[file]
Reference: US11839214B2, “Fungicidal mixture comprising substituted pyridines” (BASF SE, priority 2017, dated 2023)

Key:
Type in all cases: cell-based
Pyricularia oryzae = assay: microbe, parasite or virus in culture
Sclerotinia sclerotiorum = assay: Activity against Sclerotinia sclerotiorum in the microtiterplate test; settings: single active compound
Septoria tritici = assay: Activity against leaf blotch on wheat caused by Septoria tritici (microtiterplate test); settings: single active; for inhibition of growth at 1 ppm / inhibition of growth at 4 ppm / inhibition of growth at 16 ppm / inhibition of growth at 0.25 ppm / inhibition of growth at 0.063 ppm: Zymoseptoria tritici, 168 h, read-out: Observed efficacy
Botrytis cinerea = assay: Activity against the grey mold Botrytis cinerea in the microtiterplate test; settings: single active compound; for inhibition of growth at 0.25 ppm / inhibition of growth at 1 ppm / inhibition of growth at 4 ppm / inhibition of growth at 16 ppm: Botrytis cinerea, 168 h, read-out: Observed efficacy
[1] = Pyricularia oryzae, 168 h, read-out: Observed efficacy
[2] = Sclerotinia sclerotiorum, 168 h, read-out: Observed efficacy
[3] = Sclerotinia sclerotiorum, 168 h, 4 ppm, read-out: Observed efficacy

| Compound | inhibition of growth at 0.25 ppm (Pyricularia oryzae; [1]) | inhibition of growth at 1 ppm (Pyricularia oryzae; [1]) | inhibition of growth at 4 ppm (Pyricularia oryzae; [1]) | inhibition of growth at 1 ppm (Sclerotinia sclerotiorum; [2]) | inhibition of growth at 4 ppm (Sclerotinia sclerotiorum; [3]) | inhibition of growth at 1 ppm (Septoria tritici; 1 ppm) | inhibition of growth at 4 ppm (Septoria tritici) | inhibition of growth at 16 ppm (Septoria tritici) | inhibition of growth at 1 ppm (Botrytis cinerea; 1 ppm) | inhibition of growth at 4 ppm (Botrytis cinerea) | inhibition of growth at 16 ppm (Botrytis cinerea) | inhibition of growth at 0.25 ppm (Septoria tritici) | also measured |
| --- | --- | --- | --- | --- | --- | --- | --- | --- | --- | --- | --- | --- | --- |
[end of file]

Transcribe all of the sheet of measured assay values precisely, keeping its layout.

Reference: US11839214B2, “Fungicidal mixture comprising substituted pyridines” (BASF SE, priority 2017, dated 2023)

Key:
Type in all cases: cell-based
Pyricularia oryzae = assay: microbe, parasite or virus in culture
Sclerotinia sclerotiorum = assay: Activity against Sclerotinia sclerotiorum in the microtiterplate test; settings: single active compound
Septoria tritici = assay: Activity against leaf blotch on wheat caused by Septoria tritici (microtiterplate test); settings: single active; for inhibition of growth at 1 ppm / inhibition of growth at 4 ppm / inhibition of growth at 16 ppm / inhibition of growth at 0.25 ppm / inhibition of growth at 0.063 ppm: Zymoseptoria tritici, 168 h, read-out: Observed efficacy
Botrytis cinerea = assay: Activity against the grey mold Botrytis cinerea in the microtiterplate test; settings: single active compound; for inhibition of growth at 0.25 ppm / inhibition of growth at 1 ppm / inhibition of growth at 4 ppm / inhibition of growth at 16 ppm: Botrytis cinerea, 168 h, read-out: Observed efficacy
[1] = Pyricularia oryzae, 168 h, read-out: Observed efficacy
[2] = Sclerotinia sclerotiorum, 168 h, read-out: Observed efficacy
[3] = Sclerotinia sclerotiorum, 168 h, 4 ppm, read-out: Observed efficacy

| Compound | inhibition of growth at 0.25 ppm (Pyricularia oryzae; [1]) | inhibition of growth at 1 ppm (Pyricularia oryzae; [1]) | inhibition of growth at 4 ppm (Pyricularia oryzae; [1]) | inhibition of growth at 1 ppm (Sclerotinia sclerotiorum; [2]) | inhibition of growth at 4 ppm (Sclerotinia sclerotiorum; [3]) | inhibition of growth at 1 ppm (Septoria tritici; 1 ppm) | inhibition of growth at 4 ppm (Septoria tritici) | inhibition of growth at 16 ppm (Septoria tritici) | inhibition of growth at 1 ppm (Botrytis cinerea; 1 ppm) | inhibition of growth at 4 ppm (Botrytis cinerea) | inhibition of growth at 16 ppm (Botrytis cinerea) | inhibition of growth at 0.25 ppm (Septoria tritici) | also measured |
| --- | --- | --- | --- | --- | --- | --- | --- | --- | --- | --- | --- | --- | --- |